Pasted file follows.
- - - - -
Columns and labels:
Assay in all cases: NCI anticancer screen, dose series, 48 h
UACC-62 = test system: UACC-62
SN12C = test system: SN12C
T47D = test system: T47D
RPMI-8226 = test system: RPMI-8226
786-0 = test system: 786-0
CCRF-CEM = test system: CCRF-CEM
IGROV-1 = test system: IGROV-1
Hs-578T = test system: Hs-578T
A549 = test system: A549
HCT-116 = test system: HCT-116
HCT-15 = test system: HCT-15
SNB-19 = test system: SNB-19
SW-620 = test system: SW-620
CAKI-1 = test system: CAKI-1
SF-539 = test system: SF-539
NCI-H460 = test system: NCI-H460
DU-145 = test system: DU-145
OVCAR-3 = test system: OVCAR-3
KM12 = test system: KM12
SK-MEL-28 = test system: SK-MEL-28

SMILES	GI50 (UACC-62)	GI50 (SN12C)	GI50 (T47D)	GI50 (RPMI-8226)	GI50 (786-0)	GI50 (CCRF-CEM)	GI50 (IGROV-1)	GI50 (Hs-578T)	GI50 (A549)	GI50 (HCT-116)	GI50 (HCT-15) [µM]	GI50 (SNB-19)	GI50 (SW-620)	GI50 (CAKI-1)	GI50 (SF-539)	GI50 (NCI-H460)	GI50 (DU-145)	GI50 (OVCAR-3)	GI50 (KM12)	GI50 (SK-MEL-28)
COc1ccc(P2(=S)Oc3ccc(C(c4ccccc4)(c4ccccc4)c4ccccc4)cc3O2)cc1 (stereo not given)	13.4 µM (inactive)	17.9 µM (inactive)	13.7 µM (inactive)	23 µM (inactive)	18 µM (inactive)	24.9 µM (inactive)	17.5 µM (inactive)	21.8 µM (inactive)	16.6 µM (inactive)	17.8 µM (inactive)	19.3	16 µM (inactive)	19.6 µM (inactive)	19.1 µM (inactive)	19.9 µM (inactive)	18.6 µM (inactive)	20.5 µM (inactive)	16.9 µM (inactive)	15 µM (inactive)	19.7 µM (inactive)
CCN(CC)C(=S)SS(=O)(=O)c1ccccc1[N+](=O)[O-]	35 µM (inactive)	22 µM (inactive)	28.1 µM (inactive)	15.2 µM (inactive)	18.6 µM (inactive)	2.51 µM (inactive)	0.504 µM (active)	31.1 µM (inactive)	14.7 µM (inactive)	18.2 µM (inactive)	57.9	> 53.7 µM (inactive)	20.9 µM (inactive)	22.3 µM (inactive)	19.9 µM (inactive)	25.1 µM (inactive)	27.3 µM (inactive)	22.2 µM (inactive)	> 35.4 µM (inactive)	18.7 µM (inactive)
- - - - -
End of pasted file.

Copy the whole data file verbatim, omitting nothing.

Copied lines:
Columns and labels:
Assay in all cases: NCI anticancer screen, dose series, 48 h
UACC-62 = test system: UACC-62
SN12C = test system: SN12C
T47D = test system: T47D
RPMI-8226 = test system: RPMI-8226
786-0 = test system: 786-0
CCRF-CEM = test system: CCRF-CEM
IGROV-1 = test system: IGROV-1
Hs-578T = test system: Hs-578T
A549 = test system: A549
HCT-116 = test system: HCT-116
HCT-15 = test system: HCT-15
SNB-19 = test system: SNB-19
SW-620 = test system: SW-620
CAKI-1 = test system: CAKI-1
SF-539 = test system: SF-539
NCI-H460 = test system: NCI-H460
DU-145 = test system: DU-145
OVCAR-3 = test system: OVCAR-3
KM12 = test system: KM12
SK-MEL-28 = test system: SK-MEL-28

SMILES	GI50 (UACC-62)	GI50 (SN12C)	GI50 (T47D)	GI50 (RPMI-8226)	GI50 (786-0)	GI50 (CCRF-CEM)	GI50 (IGROV-1)	GI50 (Hs-578T)	GI50 (A549)	GI50 (HCT-116)	GI50 (HCT-15) [µM]	GI50 (SNB-19)	GI50 (SW-620)	GI50 (CAKI-1)	GI50 (SF-539)	GI50 (NCI-H460)	GI50 (DU-145)	GI50 (OVCAR-3)	GI50 (KM12)	GI50 (SK-MEL-28)
COc1ccc(P2(=S)Oc3ccc(C(c4ccccc4)(c4ccccc4)c4ccccc4)cc3O2)cc1 (stereo not given)	13.4 µM (inactive)	17.9 µM (inactive)	13.7 µM (inactive)	23 µM (inactive)	18 µM (inactive)	24.9 µM (inactive)	17.5 µM (inactive)	21.8 µM (inactive)	16.6 µM (inactive)	17.8 µM (inactive)	19.3	16 µM (inactive)	19.6 µM (inactive)	19.1 µM (inactive)	19.9 µM (inactive)	18.6 µM (inactive)	20.5 µM (inactive)	16.9 µM (inactive)	15 µM (inactive)	19.7 µM (inactive)
CCN(CC)C(=S)SS(=O)(=O)c1ccccc1[N+](=O)[O-]	35 µM (inactive)	22 µM (inactive)	28.1 µM (inactive)	15.2 µM (inactive)	18.6 µM (inactive)	2.51 µM (inactive)	0.504 µM (active)	31.1 µM (inactive)	14.7 µM (inactive)	18.2 µM (inactive)	57.9	> 53.7 µM (inactive)	20.9 µM (inactive)	22.3 µM (inactive)	19.9 µM (inactive)	25.1 µM (inactive)	27.3 µM (inactive)	22.2 µM (inactive)	> 35.4 µM (inactive)	18.7 µM (inactive)